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30 Restaurants in 30 Days: Umaido and Blue Fin Sushi



Happy Thanksgiving! Today, let me tell you about something that will taste very good this weekend after feasting on turkey, potatoes, stuffing and pie.

It is ramen — not ramen from a crinkly package but from a steaming bowl in a Japanese restaurant.

Earlier in this series, I visited two restaurants that serve Vietnamese pho, which is made with rice-flour noodles in a clear beef soup.

Ramen is served with wheat-four noodles in a soup made of chicken, pork or combination of the two. The broth can range from pale, to soy-dark to milky white depending on what style it is.

If I can make one flaky comparison of these two Asian soups, it is this:

Pho, with its sweet spices and fresh greenery is cooling. It’s the kind of hot soup that tastes best to me on a sunny afternoon or a summer evening. Ramen is warming. It flicks the comfort-food switch in your head like no other food can on an overcast fall day.

umaido1Umaido in Suwanee is the only local restaurant I know of that makes the noodles in house. (This location is a branch of a restaurant in Korea, where the Japanese noodles are popular.) Indeed, you can see through a viewing window into the kitchen by the entrance and see a fancy piece of noodle machinery holding a spool with the dough furled up like a giant roll of paper towels.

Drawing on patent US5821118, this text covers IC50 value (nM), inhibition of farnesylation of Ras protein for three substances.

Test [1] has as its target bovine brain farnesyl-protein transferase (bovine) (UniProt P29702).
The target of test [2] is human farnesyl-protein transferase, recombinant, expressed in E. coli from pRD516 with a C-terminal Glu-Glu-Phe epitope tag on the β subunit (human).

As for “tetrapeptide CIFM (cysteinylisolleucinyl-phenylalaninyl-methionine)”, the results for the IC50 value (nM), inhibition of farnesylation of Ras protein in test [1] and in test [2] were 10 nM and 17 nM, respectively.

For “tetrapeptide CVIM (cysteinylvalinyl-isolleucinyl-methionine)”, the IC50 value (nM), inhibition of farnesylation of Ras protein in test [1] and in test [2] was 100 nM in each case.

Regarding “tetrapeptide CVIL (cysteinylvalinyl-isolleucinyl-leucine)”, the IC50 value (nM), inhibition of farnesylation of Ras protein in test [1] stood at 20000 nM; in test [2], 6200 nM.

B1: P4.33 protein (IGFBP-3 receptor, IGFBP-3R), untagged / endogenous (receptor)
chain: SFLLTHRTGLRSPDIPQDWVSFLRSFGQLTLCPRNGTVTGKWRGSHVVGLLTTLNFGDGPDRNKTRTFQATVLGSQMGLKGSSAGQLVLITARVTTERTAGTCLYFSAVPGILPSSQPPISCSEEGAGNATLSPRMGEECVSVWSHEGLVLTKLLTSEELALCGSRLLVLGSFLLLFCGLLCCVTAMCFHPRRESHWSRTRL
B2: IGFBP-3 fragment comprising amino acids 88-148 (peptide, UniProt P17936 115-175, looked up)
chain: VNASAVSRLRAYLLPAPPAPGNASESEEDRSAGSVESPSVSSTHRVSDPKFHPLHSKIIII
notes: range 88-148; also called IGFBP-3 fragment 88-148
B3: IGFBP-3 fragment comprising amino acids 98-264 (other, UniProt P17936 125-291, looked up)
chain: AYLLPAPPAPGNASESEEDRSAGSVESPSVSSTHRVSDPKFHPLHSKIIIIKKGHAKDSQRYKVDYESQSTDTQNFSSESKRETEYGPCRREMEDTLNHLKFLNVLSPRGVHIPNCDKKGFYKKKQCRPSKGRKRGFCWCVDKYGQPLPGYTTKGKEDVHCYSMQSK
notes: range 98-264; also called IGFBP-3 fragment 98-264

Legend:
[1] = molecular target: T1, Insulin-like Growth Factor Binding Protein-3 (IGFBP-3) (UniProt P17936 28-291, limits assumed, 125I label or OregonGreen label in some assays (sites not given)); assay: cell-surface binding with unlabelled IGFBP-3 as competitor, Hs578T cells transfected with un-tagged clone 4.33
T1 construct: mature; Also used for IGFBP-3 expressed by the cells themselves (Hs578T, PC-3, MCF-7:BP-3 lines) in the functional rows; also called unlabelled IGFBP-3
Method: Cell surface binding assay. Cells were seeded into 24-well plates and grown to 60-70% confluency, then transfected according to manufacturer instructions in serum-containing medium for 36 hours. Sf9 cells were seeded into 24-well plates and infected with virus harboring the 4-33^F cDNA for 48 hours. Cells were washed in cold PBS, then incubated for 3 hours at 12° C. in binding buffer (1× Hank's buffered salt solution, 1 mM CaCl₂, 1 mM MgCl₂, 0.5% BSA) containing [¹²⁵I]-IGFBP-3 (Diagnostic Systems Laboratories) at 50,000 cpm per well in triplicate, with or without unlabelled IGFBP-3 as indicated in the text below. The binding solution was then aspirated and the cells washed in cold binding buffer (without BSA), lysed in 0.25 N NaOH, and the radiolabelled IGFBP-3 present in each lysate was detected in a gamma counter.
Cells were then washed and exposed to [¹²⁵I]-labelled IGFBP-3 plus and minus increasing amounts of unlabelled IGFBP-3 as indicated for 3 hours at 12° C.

You can watch the whole process as the noodles are cut, parboiled and baptised in soup scooped from giant cauldrons.

I visited Umaido soon after it opened a few months ago and generally liked the different varieties of ramen on the menu. For whatever reason, I liked it in my head more than my heart. Were the noodles a little too springy? Was the broth a little thin?

I wasn’t sure. But I am sure that the food was 100% better on this visit. The kitchen has wisely stopped trying to prepare different kinds of broth and focused on making only tonkotsu ramen , a style from the  Japanese island of Kyushu.

Tonkotsu broth is the milky white one, made with pork bones. It has loads of collagen, which clouds the broth and gives it an incomparable richness.

umaido3You can get the basic tonkotsu ramen ($6.99), as well as miso ($7.99) and spicy varieties ($8.99). Each bowl comes with slivers of gorgeously fatty pork belly called chashu, green onions, tree ear mushrooms, bean sprouts, beni shoga (pickled red ginger) and one soy-cooked egg that looks like chocolate on the surface and gushes just slightly in the center. It is an egg to love unconditionally.

umaido4There are tons of condiments with which you can dress your ramen here. (I think this profusion is more of a Korean than Japanese thing.) Choose from hot oil, soy sauce, ginger, fresh garlic to press and toasted sesame seeds in a mill. Please let my friend demonstrate:

Also, if you like, you can order more of anything, from the meat to the noodles to the egg.

If that’s not enough to recommend Umaido, there’s also a bidet in the lavatory:

umaido2How about that?

Umaido is open daily for lunch (11 a.m.-3 p.m.) and dinner (5 p.m.-10:30 p.m.)

Since I was up at Umaido, I decided to visit another Japanese restaurant that had been highly recommended by the blogger and Northside food queen, Chloe, at

I was intrigued by her post on Blue Fin Sushi, in which she said that local Japanese chefs consider the ramen here very good.

We arrived to find the restaurant a little busy and understaffed, but with a mostly Japanese clientele.

bluefin3All meals here start with a serviceable California roll. Whatever…

bluefin2The miso ramen ($9) was an enormous portion, and held lots of hacked up vegges and meat bits in a thin, salty broth.